SKINCRACK - ...And There Comes The Steamroller!

Skincrack - ...And There Comes The Steamroller!

8 songs
47:15 minutes
***** **
(self released)


It’s been nearly three years since Skincrack released their three track EP, and I am not really surprised that it took these veteran musicians so long to come up with their first longplayer. It was obvious from the start that the band was in it for the sheer fun of it and didn’t plan on conquering the world. In the meantime, half of the band left, leaving the two vocalists Steve (formerly of Orange Squad and playing the bass guitar) and Mars (formerly of Man Made Suicide, d-fact, Clean State and playing the guitar) who soon recruited guitarist Denis (ex-Clean State) and drummer Gibbes (ex-Toxkäpp!) to complete the line-up. So we have now four locally well known musicians with musical backgrounds in stoner rock, thrash metal, hardcore, punk and ska, which promises of course a rollercoaster ride without any stylistic inhibitions.

Therefore you shouldn’t expect one certain genre. Instead the quartet is oscillating madly between stoner rock, thrash metal and occasionally hardcore, making sure that they sit between all the chairs, but honestly, who cares? It doesn’t take a genius to notice that these four wild looking guys don’t have any ambition to cater to the mainstream’s expectations.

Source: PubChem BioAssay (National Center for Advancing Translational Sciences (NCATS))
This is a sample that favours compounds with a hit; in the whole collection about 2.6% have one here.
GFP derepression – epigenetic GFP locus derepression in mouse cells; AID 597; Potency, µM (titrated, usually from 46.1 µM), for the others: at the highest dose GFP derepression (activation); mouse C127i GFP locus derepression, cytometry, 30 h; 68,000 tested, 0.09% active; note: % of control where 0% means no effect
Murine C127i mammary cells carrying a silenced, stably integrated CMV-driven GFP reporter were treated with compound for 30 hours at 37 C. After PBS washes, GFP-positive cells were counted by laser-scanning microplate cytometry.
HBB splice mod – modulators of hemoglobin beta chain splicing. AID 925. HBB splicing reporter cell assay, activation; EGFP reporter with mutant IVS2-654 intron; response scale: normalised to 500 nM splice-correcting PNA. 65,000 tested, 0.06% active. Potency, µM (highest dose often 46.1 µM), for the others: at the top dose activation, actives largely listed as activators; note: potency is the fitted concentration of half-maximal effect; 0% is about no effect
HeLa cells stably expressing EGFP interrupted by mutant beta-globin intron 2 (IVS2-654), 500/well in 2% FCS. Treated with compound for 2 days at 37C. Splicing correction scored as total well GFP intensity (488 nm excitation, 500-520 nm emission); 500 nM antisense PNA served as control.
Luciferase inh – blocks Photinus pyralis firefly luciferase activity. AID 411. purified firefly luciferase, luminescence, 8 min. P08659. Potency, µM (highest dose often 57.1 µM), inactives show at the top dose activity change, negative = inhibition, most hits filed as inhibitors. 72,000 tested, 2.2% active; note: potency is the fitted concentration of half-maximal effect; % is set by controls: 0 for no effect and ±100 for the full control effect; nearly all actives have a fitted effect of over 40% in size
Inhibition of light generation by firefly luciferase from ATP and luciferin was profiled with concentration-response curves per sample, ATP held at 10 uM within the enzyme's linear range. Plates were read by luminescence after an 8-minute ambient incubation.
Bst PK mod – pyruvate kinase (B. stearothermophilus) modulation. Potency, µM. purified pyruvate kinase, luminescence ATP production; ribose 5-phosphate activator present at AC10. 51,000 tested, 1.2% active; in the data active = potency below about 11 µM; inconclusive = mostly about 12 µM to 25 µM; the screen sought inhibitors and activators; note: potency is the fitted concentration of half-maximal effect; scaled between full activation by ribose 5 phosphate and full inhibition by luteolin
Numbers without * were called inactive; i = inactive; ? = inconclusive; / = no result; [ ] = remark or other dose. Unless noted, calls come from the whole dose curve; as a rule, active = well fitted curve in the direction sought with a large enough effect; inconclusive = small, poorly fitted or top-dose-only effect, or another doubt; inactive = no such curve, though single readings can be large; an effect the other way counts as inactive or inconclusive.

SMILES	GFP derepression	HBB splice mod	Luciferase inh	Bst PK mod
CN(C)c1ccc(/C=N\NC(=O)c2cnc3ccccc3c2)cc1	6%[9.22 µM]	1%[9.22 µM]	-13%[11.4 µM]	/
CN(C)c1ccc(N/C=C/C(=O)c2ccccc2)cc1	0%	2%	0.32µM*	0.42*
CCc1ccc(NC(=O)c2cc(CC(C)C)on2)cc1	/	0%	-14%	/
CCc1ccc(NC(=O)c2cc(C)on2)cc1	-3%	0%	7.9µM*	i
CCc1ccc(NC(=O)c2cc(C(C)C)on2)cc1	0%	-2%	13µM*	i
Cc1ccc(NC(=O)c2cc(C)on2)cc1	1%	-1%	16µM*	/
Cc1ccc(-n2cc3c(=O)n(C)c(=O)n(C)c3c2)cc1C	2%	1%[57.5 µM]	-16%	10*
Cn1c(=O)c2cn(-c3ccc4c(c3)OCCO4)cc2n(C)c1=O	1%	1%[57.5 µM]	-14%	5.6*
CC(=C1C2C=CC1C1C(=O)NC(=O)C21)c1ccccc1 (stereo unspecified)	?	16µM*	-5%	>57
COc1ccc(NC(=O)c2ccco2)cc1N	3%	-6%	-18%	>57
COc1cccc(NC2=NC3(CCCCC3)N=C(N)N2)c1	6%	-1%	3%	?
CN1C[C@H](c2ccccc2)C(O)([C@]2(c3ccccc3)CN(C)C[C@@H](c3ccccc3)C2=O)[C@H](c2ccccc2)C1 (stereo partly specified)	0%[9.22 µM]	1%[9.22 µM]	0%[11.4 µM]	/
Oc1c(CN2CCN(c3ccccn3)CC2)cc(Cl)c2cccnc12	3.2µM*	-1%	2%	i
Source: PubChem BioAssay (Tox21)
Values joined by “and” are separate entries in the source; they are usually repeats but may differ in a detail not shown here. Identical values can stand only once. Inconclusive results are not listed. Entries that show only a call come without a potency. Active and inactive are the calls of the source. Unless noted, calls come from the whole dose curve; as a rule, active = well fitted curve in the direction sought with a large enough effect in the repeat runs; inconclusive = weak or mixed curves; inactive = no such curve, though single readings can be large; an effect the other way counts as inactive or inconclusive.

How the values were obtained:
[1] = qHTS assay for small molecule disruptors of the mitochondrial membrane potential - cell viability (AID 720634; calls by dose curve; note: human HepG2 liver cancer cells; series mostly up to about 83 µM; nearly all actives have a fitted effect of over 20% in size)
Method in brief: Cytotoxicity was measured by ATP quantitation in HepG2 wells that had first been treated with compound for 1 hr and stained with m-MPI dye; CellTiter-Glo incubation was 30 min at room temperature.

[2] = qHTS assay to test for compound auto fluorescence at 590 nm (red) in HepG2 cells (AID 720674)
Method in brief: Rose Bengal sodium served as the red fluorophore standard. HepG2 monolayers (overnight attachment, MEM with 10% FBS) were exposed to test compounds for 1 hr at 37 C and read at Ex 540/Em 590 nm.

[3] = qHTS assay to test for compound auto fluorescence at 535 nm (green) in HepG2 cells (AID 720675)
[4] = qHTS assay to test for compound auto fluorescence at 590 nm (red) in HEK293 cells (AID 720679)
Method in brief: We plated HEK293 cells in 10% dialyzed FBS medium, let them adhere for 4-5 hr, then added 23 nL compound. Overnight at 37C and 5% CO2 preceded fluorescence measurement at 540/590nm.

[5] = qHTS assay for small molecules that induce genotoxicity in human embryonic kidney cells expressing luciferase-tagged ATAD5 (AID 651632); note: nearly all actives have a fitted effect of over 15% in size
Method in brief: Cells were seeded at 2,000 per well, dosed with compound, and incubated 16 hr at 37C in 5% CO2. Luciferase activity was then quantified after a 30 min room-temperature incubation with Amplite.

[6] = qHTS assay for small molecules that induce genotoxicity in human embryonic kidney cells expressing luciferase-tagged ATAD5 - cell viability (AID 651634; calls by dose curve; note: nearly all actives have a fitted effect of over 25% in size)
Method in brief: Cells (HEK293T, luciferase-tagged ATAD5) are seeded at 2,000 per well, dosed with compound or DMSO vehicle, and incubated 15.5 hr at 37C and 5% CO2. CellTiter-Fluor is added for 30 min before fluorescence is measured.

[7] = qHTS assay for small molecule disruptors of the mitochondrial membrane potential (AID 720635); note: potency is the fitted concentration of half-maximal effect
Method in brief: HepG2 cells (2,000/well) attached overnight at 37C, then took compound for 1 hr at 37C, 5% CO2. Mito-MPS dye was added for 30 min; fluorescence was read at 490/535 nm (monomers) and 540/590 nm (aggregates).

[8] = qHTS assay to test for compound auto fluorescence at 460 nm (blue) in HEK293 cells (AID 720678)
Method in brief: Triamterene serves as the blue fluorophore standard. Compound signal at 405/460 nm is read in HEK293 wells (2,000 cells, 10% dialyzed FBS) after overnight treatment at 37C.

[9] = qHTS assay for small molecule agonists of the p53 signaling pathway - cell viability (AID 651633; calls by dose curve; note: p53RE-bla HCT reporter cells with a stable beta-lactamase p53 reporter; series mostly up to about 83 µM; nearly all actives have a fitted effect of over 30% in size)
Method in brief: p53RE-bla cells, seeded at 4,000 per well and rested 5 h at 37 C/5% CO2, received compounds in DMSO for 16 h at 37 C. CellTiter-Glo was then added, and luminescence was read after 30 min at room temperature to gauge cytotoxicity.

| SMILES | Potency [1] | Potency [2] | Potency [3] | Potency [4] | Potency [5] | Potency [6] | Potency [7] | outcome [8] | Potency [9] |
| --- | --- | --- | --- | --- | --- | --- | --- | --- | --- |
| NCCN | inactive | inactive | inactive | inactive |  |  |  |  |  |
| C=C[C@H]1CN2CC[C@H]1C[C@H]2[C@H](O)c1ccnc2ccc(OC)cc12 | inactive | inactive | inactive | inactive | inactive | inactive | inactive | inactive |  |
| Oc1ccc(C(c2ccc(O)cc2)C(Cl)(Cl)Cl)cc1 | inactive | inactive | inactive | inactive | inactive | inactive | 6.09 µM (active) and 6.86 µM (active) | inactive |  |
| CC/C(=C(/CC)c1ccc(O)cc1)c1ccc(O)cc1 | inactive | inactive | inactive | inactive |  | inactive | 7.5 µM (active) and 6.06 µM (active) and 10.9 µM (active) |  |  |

The aptly titled …And There Comes The Steamroller! begins with the upbeat Walk Away, also the only track shorter than five minutes. Steve’s hoarse vocals recall his times in Orange Squad, even though the music may sound a little more dynamic nowadays. The following Now starts with a quieter part and clean vocals, and frankly that’s something not working too well in the band’s favour. Fortunately the song soon builds momentum to find itself in the band’s strange mix of stoner rock and thrash metal, although labelling it stoner metal would be a little too easy a solution. Cut Into Pieces is digging into the band’s old school thrash side, with emphasis on Mars’ brutal singing. The song stays mostly in powerful mid-tempo territory, and while Gibbes may not be the most technical drummer on this planet, his powerhouse performance is very effective under the circumstances. Another Day once again flirts with undistorted guitars during its beginning phase, but its long running time of nearly seven minutes allows the band to develop the songwriting to its fullest extent.

The second half of the album may not be as diverse as the first one, but this more homogenous approach makes it more accessible in my opinion. Especially the concluding White Trash gives the musicians ample room to let it all out, and while the band may never sound progressive, their primal stoner thrash sound should appeal to fans of vintage metal from a time when emotions were more important than virtuosity. …And There Comes The Steamroller! initially suffers a little from lack of direction, but the second half makes up for that little deficit, and if the guys keep at it hard enough, they certainly have the stamina to build up a respectable fan base.

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